Monday’s bond market has opened the week in negative territory. Stocks are showing minor gains with the Dow up 17 points and the Nasdaq up 26 points. The bond market is currently down 4/32 (2.32%), but I don’t believe is enough to cause much of a change in this morning’s mortgage rates if comparing to Friday’s morning levels.
There is nothing scheduled for release today that is relevant to mortgage rates. However, there are six reports and two Treasury auctions scheduled over the remainder of this holiday-shortened week. And all of the week’s data is being posted over only two days, partly due to the Thanksgiving holiday.
Tomorrow morning kicks off the week’s activities with the first revision to the 3rd Quarter Gross Domestic Product (GDP) at 8:30 AM ET. It is expected to show a small downward revision from last month’s preliminary reading of a 3.5% annual rate of growth. The GDP measures the total of all goods and services produced in the U.S. and is considered to be the benchmark measurement of economic growth. Current forecasts call for a reading of approximately 3.3%, meaning that there was a little less economic activity during the third quarter than previously thought. This would be good news for the bond market and mortgage rates because strengthening economic growth hurts bond prices and mortgage rates.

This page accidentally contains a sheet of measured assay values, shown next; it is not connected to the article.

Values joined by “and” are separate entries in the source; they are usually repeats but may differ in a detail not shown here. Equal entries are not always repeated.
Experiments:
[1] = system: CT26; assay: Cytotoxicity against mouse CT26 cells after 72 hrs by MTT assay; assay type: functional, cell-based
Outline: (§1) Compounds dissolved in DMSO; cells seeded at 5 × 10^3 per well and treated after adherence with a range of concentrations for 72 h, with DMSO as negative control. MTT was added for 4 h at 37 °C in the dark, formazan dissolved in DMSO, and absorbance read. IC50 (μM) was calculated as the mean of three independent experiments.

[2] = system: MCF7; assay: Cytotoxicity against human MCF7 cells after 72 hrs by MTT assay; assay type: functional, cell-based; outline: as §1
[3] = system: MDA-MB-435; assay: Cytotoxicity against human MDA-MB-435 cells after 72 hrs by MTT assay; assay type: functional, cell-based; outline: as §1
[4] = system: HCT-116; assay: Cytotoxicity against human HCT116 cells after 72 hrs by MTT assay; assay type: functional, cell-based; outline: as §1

November’s Consumer Confidence Index (CCI) will be released by the Conference Board at 10:00 AM ET tomorrow morning, giving us a measurement of consumer willingness to spend. If consumers are gaining confidence in their own financial and employment situations, analysts believe that they are more apt to make a large purchase in the near future, fueling economic growth. This is important because consumer spending makes up over two-thirds of the U.S. economy and rapid economic growth makes long-term securities such as mortgage-related bonds less attractive to investors. Analysts are expecting to see an increase in confidence from last month’s level, meaning surveyed consumers were more optimistic about their own financial situations this month than they were last month. A weaker reading than the 96.0 that is expected would be good news for mortgage rates, while a stronger reading could push mortgage rates higher tomorrow.
In addition to the two economic reports, tomorrow also has the first of two relatively important Treasury auctions that have the potential to influence bond trading enough to affect mortgage rates. There will be an auction of 5-year Treasury Notes tomorrow and 7-year Notes on Wednesday. Neither of these sales will directly impact mortgage pricing, but they can influence general bond market sentiment. If the sales go poorly, we could see broader selling in the bond market that leads to upward revisions in mortgage rates. However, strong investor demand usually makes bonds more attractive to investors and brings more funds into the bond market. The buying of bonds that follows often translates into lower mortgage rates. Results of the sales will be posted at 1:00 PM ET auction day, so look for any reaction to come during afternoon hours.
Overall, I am expecting Wednesday to be the busiest day for the bond market and mortgage rates with four of the week’s reports scheduled, but tomorrow is likely to be pretty active also. The financial markets will be closed Thursday for the Thanksgiving holiday and will be open Friday but close early. Friday will likely be the calmest day of the week as many traders will be home for the long weekend rather than in the office working.